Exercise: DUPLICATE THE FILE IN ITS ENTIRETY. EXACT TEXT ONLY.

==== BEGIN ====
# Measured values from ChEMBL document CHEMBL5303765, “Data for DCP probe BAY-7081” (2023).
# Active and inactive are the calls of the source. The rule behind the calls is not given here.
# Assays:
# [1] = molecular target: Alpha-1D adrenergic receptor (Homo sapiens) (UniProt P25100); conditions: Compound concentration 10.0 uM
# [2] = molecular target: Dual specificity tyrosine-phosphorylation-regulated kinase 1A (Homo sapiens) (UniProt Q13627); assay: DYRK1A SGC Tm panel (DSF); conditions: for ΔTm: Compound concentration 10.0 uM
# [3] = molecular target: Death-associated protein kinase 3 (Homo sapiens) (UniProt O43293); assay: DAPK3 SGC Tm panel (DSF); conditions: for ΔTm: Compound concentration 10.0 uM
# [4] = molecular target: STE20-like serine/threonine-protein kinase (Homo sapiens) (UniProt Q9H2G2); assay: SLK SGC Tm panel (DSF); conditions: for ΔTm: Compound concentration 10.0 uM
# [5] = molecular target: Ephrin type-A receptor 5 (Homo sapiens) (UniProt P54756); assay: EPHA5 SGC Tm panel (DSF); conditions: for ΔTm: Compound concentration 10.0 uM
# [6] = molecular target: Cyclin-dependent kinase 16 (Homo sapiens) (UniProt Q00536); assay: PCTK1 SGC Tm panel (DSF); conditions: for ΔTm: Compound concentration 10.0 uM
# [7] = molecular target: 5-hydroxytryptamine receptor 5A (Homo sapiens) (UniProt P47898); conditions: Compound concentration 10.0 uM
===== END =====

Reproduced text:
# Measured values from ChEMBL document CHEMBL5303765, “Data for DCP probe BAY-7081” (2023).
# Active and inactive are the calls of the source. The rule behind the calls is not given here.
# Assays:
# [1] = molecular target: Alpha-1D adrenergic receptor (Homo sapiens) (UniProt P25100); conditions: Compound concentration 10.0 uM
# [2] = molecular target: Dual specificity tyrosine-phosphorylation-regulated kinase 1A (Homo sapiens) (UniProt Q13627); assay: DYRK1A SGC Tm panel (DSF); conditions: for ΔTm: Compound concentration 10.0 uM
# [3] = molecular target: Death-associated protein kinase 3 (Homo sapiens) (UniProt O43293); assay: DAPK3 SGC Tm panel (DSF); conditions: for ΔTm: Compound concentration 10.0 uM
# [4] = molecular target: STE20-like serine/threonine-protein kinase (Homo sapiens) (UniProt Q9H2G2); assay: SLK SGC Tm panel (DSF); conditions: for ΔTm: Compound concentration 10.0 uM
# [5] = molecular target: Ephrin type-A receptor 5 (Homo sapiens) (UniProt P54756); assay: EPHA5 SGC Tm panel (DSF); conditions: for ΔTm: Compound concentration 10.0 uM
# [6] = molecular target: Cyclin-dependent kinase 16 (Homo sapiens) (UniProt Q00536); assay: PCTK1 SGC Tm panel (DSF); conditions: for ΔTm: Compound concentration 10.0 uM
# [7] = molecular target: 5-hydroxytryptamine receptor 5A (Homo sapiens) (UniProt P47898); conditions: Compound concentration 10.0 uM